It is time to get serious about Iran. That was the message Bibi delivered to Joe Biden. This report explains:
Only a credible military threat can halt Teheran’s nuclear program, Israel stressed to the United States Sunday afternoon.
“The only way to ensure that Iran is not armed with nuclear weapons is to create a credible threat of military action against it, unless it stops its race to obtain nuclear weapons,” Prime Minister Binyamin Netanyahu told US Vice President Joe Biden, according to diplomatic officials. …
In his meeting with Biden, Netanyahu insisted that although economic sanctions have made it difficult for Teheran, there is no sign that they have caused the ayatollahs’ regime to halt its nuclear program. …
“The only time that Iran stopped its nuclear program was in 2003, and that was when they believed that there was a real chance of an American military strike against them,” Netanyahu told Biden, according to diplomatic sources.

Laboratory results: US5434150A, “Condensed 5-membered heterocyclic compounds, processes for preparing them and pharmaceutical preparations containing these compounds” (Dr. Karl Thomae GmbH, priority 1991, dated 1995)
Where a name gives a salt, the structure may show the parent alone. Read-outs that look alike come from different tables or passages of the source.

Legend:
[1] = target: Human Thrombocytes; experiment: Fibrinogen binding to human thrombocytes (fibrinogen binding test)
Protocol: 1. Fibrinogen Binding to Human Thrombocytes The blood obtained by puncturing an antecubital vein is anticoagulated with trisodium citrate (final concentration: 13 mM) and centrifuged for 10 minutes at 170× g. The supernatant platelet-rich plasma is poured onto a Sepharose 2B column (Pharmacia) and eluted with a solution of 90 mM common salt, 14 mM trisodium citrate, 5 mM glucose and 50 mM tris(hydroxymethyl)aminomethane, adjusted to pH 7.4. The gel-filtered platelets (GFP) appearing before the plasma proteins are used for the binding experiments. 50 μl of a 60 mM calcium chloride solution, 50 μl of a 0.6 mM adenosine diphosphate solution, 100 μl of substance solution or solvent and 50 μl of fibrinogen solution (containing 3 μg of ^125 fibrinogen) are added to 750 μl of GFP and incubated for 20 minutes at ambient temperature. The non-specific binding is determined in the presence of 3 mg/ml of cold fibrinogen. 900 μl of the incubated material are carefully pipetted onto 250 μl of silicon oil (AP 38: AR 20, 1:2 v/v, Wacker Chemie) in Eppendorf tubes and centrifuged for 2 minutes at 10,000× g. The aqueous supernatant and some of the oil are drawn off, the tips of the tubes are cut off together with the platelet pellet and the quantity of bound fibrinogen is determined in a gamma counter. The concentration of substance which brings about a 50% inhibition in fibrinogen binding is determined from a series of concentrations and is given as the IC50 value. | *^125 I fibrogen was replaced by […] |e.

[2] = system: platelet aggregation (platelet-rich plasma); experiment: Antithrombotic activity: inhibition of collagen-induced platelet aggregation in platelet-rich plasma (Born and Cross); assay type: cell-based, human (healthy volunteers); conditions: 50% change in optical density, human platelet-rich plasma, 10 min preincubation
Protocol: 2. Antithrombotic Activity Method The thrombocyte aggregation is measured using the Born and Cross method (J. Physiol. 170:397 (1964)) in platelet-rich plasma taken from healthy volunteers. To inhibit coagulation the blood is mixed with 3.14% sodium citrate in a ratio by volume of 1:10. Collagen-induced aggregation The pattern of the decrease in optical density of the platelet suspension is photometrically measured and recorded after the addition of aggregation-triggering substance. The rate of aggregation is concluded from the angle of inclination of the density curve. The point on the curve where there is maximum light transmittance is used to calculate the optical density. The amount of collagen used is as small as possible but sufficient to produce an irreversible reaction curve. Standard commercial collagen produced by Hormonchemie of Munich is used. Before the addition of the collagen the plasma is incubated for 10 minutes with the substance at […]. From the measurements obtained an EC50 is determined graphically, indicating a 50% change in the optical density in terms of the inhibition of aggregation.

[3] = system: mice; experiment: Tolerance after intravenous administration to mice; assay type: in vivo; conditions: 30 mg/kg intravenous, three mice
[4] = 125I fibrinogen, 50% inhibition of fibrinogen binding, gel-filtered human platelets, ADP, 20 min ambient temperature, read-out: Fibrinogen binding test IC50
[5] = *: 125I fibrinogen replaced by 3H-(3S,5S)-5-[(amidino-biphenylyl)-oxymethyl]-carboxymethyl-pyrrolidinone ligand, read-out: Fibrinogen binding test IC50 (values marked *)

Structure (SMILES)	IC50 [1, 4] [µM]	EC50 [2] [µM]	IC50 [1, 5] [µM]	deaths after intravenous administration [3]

Bibi’s admonition is well timed. Iran is attempting to lure the administration into another round of useless talks in order to buy some more time for the regime’s scientists to develop nuclear weapons. (“According to diplomatic sources, Netanyahu said, ‘Iran is attempting to mislead the West and there are worrying signs that the international community is captivated by this mirage.'”) Bibi is right to be concerned; the administration is plainly looking to give Iran an escape hatch — and itself an excuse for inactivity. Those concerned with the prospect of a nuclear threat aimed not simply at Israel but also at the West more generally should reinforce this point and refuse to go along with another round of engagement kabuki theater.
Moreover, with a new, more conservative Congress, there is likely to be additional pressure put on the White House to consider and plan for military action, or at the very least to commit to assisting the Jewish state should its government feel compelled to act unilaterally. Those who have concluded that sanctions are useless, that further talks would be counterproductive, and that a military strike may be essential to the West’s security (and our credibility as guarantor of that security) have public opinion on their side. Before the election, Sen. Joe Lieberman delivered a compelling case for more robust action. It is time for the new Congress to translate that speech into policy. And it is time for Obama to stop dithering.